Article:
- $1,600 – $2,000 for 75 points;
- $2,900 – $5,000 for 1 carat;
- $5,400 – $8,900 for 1.5 carats; or
- $9,300 – $12,500 for 2 carats.
Price does vary with the exchange rate and diamonds are subject to availability. But as new diamonds are being grown all the time, you will most likely find exactly what you are looking for if you’re prepared to be a little patient.
6. Do lab-created diamonds have any resale value?
If you do any in-depth research into lab-created diamonds, you’ll come across the argument from mine-origin suppliers that mine-origin diamonds “retain their value” whereas lab-created diamonds (probably) won’t.
Their argument is supported by the fact that there is an established market for second-hand diamonds (albeit not a formal one) whereas no such market exists for lab-created diamonds – yet.
Also, the mine-origin people point out that diamonds that come out of the ground are a finite resource – once they’re gone, they’re gone. Whereas lab-created diamonds could, theoretically, be produced indefinitely in infinite numbers.
From our perspective, unless you’re in the investment market, we find that few of our customers worry about resale value. Australians tend not to buy an engagement ring to sell or trade it in a few years later. It is also more likely that an inherited diamond will be worn by the next generation either as is or in a remade piece.
But if you worry about future resale value, here are some points to consider:
1) The resale value of an engagement ring isn’t just about the diamonds or gemstones. The value is also tied up in the precious metal and the brand, designer or maker. A ring from a prestige brand will always resell better than one from “Rings ‘R Us”;
2) The claim “natural diamonds retain their value” is very open to interpretation. The reality is, the resale value of a diamond is tied to the current wholesale price of equivalent ‘new’ diamonds.
It also depends on the diamond. Unless the diamond has a special pedigree, you would be unlikely to get more than the going wholesale price. No diamond dealer is going to pay more than that. On the open market, depending on how much mark-up was on the diamond to start with, you may only get 40% or less of the original purchase price. When set in a ring, you may get as little as 10-35% of the original retail price. The second-hand jewellery world is very much a buyers’ market.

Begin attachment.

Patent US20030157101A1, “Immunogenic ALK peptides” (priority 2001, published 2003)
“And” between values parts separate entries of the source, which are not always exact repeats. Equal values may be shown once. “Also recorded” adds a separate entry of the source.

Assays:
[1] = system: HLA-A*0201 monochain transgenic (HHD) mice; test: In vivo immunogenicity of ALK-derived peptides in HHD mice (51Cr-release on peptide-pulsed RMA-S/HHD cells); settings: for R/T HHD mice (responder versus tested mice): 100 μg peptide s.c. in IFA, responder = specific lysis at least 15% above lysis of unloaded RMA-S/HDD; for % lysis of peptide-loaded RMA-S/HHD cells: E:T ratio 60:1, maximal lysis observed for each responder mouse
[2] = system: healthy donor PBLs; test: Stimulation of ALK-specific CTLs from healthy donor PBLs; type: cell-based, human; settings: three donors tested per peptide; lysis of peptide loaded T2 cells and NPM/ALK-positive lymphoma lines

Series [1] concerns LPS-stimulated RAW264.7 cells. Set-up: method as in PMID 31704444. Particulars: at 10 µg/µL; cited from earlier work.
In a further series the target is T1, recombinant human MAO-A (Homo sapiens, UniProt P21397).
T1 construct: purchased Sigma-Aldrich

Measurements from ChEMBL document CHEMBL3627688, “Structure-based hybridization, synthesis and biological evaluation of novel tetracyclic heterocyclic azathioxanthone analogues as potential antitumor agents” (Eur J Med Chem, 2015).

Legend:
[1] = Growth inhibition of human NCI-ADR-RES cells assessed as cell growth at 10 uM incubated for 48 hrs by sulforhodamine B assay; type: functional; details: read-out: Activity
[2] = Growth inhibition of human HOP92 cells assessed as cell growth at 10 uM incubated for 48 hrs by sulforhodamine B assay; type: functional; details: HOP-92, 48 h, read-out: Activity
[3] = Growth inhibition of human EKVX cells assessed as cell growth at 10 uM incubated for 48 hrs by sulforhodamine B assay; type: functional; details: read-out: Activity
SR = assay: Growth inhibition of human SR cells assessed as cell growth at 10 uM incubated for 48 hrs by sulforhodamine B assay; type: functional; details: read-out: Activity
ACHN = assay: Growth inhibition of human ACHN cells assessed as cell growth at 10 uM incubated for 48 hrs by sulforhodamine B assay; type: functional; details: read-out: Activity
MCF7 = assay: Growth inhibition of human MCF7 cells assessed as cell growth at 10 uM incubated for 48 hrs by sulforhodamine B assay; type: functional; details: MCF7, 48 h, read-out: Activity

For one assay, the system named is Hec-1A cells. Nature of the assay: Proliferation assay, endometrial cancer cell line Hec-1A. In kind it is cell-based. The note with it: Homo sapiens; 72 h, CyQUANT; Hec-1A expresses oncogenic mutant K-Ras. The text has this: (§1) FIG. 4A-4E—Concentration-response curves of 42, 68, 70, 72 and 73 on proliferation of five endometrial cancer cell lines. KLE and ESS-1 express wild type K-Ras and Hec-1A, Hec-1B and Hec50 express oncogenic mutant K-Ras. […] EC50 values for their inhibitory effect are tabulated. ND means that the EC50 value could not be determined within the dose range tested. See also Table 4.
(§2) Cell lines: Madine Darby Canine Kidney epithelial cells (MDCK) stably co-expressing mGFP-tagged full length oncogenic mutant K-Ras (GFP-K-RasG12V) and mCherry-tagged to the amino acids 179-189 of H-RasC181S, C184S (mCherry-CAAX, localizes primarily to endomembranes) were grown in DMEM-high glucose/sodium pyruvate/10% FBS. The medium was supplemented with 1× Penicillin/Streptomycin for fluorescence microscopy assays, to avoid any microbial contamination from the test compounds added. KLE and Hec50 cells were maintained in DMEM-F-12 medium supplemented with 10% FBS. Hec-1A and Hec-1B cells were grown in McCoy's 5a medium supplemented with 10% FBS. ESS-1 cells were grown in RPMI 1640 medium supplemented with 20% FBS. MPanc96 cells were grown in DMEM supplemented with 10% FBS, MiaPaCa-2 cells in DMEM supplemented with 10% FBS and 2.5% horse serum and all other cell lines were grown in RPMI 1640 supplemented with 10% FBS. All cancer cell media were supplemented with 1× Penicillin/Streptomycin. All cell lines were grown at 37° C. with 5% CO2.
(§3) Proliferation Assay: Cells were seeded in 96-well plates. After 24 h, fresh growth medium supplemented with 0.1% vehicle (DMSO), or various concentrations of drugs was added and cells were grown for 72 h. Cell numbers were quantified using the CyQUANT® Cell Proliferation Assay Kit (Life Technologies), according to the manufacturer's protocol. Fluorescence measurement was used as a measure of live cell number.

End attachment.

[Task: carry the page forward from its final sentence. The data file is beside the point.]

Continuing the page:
3) There are significant savings to be had by buying lab-created diamonds. So, the question is, what else could you do with the money you save now? It’s true that you might not get much back if you were to try and sell a lab-created diamond sometime in the future, but that could also happen with a mine-origin diamond. Meanwhile, you’ve had the use of the money you saved. And of course, if you can’t imagine ever wanting to resell your engagement ring, resale value is unimportant.
4) No one knows whether lab-created diamonds will have a meaningful resale value in the future. On the other hand, perhaps branded lab-created diamonds with a known low carbon footprint will value higher than no-name, mine-origin diamonds. Only time will tell.
- Yes, lab diamonds are real diamonds.
- They are grown by the CVD (chemical vapor deposition) or HPHT (high pressure/high temperature) methods.
- They can have a lower carbon footprint than mined diamonds but it depends on the producer.
- They can be more ethical in some respects than their mined counterparts (due diligence required).
- Prices start at $1200 for half-carat lab diamonds.
- They are less expensive than their mined counterparts, and
- It is not yet known whether they have a good resale value.
In the end, it comes down to budget and personal values and preferences.
While not an exhaustive question and answer list, it should be a good start. I hope that it has helped you to have a better understanding of the current state of the lab diamond market.
If you have any other questions about lab-created or other diamonds – or if you would like us to source a diamond for you, you’re welcome to send us a message.
Established in 2007, Ethical Jewellery Australia is an online engagement, wedding ring and bespoke jewellery specialist. Every piece we create is made to order. With the exception of our ‘classics’ range, all engagement and wedding rings are custom designed.
We take our customers through the whole process from design to sourcing and finally to manufacturing.
Likewise, we only every use ethically sourced diamonds and gemstones. You can choose from Argyle, recycled, vintage and lab-grown diamonds, Australian, US, Fair Trade, recycled and lab-grown coloured gemstones.
By the way, we offer an Australia-wide service.
About the Author: Melinda Bailey
Melinda, a jewellery designer and registered Gemmologist, is the driving force behind Ethical Jewellery Australia (EJA) and creator of ‘The Promised Ring’.
Melinda works directly with customers to guide them through the process of designing their jewellery and works with our suppliers to source the material for each piece. She is the link between the customer and our jewellers and oversees manufacturing and quality control.
Melinda is a Fellow of the GAA (Gemmological Association of Australia).